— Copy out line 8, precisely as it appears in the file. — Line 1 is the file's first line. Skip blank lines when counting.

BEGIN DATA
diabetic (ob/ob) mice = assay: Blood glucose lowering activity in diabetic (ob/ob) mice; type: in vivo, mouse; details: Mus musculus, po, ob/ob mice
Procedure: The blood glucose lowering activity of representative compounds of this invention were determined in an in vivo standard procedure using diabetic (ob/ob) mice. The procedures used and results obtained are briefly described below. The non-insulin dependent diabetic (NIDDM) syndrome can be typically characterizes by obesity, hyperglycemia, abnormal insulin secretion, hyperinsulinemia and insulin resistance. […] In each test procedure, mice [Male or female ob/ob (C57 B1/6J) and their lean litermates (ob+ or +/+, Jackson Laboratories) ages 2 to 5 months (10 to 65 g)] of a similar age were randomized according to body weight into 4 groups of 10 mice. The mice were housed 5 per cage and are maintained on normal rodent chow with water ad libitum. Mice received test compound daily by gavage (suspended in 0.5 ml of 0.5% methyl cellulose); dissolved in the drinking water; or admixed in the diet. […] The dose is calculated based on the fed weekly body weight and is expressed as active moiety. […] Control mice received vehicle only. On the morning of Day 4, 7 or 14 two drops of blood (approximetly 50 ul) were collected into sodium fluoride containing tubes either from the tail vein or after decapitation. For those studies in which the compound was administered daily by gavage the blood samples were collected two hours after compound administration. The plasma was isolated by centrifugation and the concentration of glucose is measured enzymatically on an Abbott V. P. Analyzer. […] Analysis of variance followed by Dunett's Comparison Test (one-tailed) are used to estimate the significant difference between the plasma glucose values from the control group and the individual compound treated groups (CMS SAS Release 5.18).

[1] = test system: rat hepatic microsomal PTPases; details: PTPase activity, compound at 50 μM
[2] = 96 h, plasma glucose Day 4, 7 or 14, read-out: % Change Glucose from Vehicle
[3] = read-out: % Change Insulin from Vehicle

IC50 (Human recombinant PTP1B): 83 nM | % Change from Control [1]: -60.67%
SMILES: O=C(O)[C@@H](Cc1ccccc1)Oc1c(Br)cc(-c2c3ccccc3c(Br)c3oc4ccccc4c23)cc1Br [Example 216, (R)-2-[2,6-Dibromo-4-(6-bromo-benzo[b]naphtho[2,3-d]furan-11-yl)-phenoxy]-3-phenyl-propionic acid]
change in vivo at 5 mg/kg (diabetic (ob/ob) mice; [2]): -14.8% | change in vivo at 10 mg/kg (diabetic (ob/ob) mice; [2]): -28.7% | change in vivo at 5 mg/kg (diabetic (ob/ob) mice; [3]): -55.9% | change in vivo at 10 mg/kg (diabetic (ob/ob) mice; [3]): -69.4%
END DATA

change in vivo at 5 mg/kg (diabetic (ob/ob) mice; [2]): -14.8% | change in vivo at 10 mg/kg (diabetic (ob/ob) mice; [2]): -28.7% | change in vivo at 5 mg/kg (diabetic (ob/ob) mice; [3]): -55.9% | change in vivo at 10 mg/kg (diabetic (ob/ob) mice; [3]): -69.4%